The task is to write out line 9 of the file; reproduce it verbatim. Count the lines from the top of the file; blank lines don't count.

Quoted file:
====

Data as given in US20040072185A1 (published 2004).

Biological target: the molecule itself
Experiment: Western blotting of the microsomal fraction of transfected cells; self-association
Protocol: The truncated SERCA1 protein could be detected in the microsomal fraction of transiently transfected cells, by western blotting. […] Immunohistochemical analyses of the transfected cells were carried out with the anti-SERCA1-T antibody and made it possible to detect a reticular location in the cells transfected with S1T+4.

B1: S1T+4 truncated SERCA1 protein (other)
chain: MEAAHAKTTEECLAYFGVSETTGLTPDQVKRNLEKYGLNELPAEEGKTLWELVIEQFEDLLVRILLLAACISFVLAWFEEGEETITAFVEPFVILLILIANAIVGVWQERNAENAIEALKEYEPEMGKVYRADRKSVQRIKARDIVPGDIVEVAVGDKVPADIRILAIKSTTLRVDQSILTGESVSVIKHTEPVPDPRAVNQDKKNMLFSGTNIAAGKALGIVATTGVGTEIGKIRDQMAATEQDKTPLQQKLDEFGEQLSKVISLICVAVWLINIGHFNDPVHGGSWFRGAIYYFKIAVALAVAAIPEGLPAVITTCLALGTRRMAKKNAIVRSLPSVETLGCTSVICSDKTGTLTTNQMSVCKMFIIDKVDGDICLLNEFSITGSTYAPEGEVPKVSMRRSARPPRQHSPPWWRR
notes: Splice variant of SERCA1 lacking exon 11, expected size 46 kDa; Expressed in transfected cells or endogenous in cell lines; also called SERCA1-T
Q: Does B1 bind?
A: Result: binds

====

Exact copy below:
A: Result: binds